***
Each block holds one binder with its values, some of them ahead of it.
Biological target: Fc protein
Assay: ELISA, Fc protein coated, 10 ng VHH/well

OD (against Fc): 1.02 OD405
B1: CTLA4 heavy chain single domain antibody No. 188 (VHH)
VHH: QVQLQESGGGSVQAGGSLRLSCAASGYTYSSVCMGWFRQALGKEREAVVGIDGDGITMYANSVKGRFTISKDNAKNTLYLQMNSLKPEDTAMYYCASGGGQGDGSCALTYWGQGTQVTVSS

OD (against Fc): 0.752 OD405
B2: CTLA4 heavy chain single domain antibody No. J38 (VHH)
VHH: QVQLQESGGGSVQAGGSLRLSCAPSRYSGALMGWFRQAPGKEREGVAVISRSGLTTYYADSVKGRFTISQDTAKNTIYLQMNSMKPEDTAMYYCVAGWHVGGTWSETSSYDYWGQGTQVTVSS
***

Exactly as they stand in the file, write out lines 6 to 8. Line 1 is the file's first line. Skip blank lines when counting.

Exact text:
VHH: QVQLQESGGGSVQAGGSLRLSCAASGYTYSSVCMGWFRQALGKEREAVVGIDGDGITMYANSVKGRFTISKDNAKNTLYLQMNSLKPEDTAMYYCASGGGQGDGSCALTYWGQGTQVTVSS

OD (against Fc): 0.752 OD405
B2: CTLA4 heavy chain single domain antibody No. J38 (VHH)